Hat tip to Mary-Beth Moyland, Associate Dean for Experiential Learning, Professor of Lawyering Skills, and Director of the McGeorge Global Lawyering Skills Program.
The University of Washington School of Law in Seattle is looking for a visiting professor to teach two sections of its first-year Legal Analysis, Research, and Writing course. Each section tends to have about 18-22 students, though the numbers fluctuate depending on the size of the incoming class.
This position would be a true one-year visit! As detailed below, they don’t currently expect the visit to transition into a longer-term position.
If you are interested, please email me a PDF of: (1) a resume, and (2) a cover letter that discusses (a) your interest in the position, (b) how your experience has prepared you to teach two sections of first-year legal writing at the law school, (c) how this one-year visit fits into your long-term career goals, and (d) anything else you’d like to tell then. The letter should be addressed to Scott Schumacher, our Associate Dean. But please send the materials to David J.S. Ziff, the Director of Legal Writing at the University of Washington School of Law, who is collecting the applications.
Hat tip to David Ziff
Wednesday, April 24, 2019
Western Michigan University Cooley Law School’s Board of Directors announced that James McGrath, professor of law and associate dean for academic support and bar services at Texas A&M University School of Law, will be the law school’s next president and dean. McGrath will be the third president and sixth dean since the law school’s founding in 1972.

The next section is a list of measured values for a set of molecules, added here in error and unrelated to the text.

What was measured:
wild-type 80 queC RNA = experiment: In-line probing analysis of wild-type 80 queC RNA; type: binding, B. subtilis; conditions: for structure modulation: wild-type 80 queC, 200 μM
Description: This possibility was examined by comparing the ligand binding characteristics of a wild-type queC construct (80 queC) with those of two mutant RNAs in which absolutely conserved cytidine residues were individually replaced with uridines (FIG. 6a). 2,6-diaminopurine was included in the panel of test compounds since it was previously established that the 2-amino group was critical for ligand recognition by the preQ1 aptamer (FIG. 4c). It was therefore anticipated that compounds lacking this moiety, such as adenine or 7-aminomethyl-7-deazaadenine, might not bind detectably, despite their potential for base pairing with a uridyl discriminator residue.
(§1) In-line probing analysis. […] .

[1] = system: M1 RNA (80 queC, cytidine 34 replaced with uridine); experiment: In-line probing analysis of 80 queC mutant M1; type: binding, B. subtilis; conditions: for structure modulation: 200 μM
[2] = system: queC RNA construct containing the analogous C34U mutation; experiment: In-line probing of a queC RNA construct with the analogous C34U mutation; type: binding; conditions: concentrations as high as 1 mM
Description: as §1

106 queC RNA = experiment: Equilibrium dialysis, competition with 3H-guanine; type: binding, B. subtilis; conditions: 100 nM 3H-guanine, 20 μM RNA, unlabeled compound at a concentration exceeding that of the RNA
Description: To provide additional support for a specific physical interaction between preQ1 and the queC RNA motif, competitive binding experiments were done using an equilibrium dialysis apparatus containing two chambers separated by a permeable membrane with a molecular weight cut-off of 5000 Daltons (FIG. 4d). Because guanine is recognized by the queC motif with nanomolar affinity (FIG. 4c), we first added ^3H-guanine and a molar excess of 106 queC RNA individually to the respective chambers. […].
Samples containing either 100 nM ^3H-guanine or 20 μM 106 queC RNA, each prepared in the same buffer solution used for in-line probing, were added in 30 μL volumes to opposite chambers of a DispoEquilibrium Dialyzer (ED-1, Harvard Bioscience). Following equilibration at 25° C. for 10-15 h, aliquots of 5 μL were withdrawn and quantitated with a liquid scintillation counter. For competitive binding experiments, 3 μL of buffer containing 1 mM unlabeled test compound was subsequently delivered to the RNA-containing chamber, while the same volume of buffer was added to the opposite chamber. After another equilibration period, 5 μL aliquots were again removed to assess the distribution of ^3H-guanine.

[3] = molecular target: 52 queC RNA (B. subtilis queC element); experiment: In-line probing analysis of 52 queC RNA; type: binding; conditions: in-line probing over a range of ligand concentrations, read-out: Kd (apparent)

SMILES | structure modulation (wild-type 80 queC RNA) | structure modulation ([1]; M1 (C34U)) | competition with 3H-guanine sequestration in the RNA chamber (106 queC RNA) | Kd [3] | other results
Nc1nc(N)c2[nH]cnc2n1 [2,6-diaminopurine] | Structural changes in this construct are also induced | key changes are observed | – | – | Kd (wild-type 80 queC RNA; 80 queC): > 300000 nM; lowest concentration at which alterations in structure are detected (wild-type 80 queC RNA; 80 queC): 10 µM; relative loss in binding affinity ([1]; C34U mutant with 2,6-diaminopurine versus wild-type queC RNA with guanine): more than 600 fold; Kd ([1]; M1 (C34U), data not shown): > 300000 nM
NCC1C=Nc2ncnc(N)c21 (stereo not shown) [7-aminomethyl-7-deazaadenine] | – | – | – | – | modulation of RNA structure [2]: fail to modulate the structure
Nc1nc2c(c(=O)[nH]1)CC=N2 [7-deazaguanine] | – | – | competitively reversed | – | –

Dean McGrath replaces Don LeDuc, who retired after 16 years serving as WMU-Cooley’s President and Dean. Dean LeDuc was a recipient of the Legal Writing Institute's Golden Pen Award for his advocacy on behalf of legal writing and legal writing professors.
Thursday, April 18, 2019
California dreaming? Southwestern Law School in Los Angeles is seeking applicants for a full-time or part-time position as a visiting professor of Legal Analysis, Writing and Skills (LAWS).
The LAWS course offers first-year students six credits of instruction in core lawyering skills including research, writing, client counseling, oral advocacy, and professionalism. The LAWS program has a director and shared core assignments, but faculty members each select and develop their own teaching materials and lessons.
Applicants must have a law degree, strong academic record, and at least two years of post-law school experience demonstrating the potential for excellence in teaching legal writing and other practical lawyering skills. Teaching experience is preferred but not required. Southwestern is committed to faculty diversity.
Applicants should be prepared to start work as early as July 2019 and to start teaching as early August 10, 2019. Please send a cover letter and resume to email@example.com. You can address your cover letter to Members of the LAWS Hiring Committee.
This is a one-year visitorship with a possibility of renewal. We anticipate the need for a full-time hire. However, we would consider candidates who need part-time appointments for personal reasons. Although this is initially a visitorship, if the need becomes long-term, the school may subsequently offer a nonvisiting position (such a position would be 405(c)-compliant with renewable one-year contracts and eligibility for a five-year presumptively renewable contract after three years).
Hat tip to Tracy Turner, Director and Professor of Legal Analysis, Writing, and Skills at Southwestern Law School.